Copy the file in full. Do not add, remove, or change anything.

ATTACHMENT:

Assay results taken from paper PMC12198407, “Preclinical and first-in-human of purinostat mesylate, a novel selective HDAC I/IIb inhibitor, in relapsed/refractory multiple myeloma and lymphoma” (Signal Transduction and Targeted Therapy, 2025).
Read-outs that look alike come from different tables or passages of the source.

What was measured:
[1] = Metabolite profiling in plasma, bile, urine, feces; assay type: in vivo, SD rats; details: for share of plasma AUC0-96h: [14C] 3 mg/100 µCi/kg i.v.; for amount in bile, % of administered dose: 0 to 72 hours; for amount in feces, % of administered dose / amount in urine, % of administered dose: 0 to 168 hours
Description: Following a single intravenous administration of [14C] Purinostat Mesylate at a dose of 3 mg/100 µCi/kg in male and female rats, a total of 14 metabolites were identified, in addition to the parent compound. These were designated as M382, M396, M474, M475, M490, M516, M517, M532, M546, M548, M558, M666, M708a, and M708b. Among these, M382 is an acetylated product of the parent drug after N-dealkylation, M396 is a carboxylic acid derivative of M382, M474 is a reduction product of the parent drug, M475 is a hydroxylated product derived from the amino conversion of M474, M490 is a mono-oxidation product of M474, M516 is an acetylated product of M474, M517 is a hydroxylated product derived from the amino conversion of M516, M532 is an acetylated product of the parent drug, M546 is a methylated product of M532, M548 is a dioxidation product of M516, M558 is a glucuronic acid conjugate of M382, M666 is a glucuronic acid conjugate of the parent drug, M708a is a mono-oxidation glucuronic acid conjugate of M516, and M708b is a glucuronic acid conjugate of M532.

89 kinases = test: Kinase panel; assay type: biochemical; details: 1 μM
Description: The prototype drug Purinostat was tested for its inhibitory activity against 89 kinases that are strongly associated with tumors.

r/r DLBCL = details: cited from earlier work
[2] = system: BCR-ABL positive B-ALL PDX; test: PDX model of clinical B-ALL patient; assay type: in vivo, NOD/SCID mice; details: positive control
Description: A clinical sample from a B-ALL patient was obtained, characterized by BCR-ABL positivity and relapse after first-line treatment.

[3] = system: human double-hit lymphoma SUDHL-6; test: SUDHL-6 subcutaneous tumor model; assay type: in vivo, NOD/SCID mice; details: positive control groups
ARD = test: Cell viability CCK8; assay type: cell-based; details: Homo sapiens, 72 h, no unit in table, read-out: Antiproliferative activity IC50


Assay results taken from paper PMC12198407, “Preclinical and first-in-human of purinostat mesylate, a novel selective HDAC I/IIb inhibitor, in relapsed/refractory multiple myeloma and lymphoma” (Signal Transduction and Targeted Therapy, 2025).
Read-outs that look alike come from different tables or passages of the source.

What was measured:
[1] = Metabolite profiling in plasma, bile, urine, feces; assay type: in vivo, SD rats; details: for share of plasma AUC0-96h: [14C] 3 mg/100 µCi/kg i.v.; for amount in bile, % of administered dose: 0 to 72 hours; for amount in feces, % of administered dose / amount in urine, % of administered dose: 0 to 168 hours
Description: Following a single intravenous administration of [14C] Purinostat Mesylate at a dose of 3 mg/100 µCi/kg in male and female rats, a total of 14 metabolites were identified, in addition to the parent compound. These were designated as M382, M396, M474, M475, M490, M516, M517, M532, M546, M548, M558, M666, M708a, and M708b. Among these, M382 is an acetylated product of the parent drug after N-dealkylation, M396 is a carboxylic acid derivative of M382, M474 is a reduction product of the parent drug, M475 is a hydroxylated product derived from the amino conversion of M474, M490 is a mono-oxidation product of M474, M516 is an acetylated product of M474, M517 is a hydroxylated product derived from the amino conversion of M516, M532 is an acetylated product of the parent drug, M546 is a methylated product of M532, M548 is a dioxidation product of M516, M558 is a glucuronic acid conjugate of M382, M666 is a glucuronic acid conjugate of the parent drug, M708a is a mono-oxidation glucuronic acid conjugate of M516, and M708b is a glucuronic acid conjugate of M532.

89 kinases = test: Kinase panel; assay type: biochemical; details: 1 μM
Description: The prototype drug Purinostat was tested for its inhibitory activity against 89 kinases that are strongly associated with tumors.

r/r DLBCL = details: cited from earlier work
[2] = system: BCR-ABL positive B-ALL PDX; test: PDX model of clinical B-ALL patient; assay type: in vivo, NOD/SCID mice; details: positive control
Description: A clinical sample from a B-ALL patient was obtained, characterized by BCR-ABL positivity and relapse after first-line treatment.

[3] = system: human double-hit lymphoma SUDHL-6; test: SUDHL-6 subcutaneous tumor model; assay type: in vivo, NOD/SCID mice; details: positive control groups
ARD = test: Cell viability CCK8; assay type: cell-based; details: Homo sapiens, 72 h, no unit in table, read-out: Antiproliferative activity IC50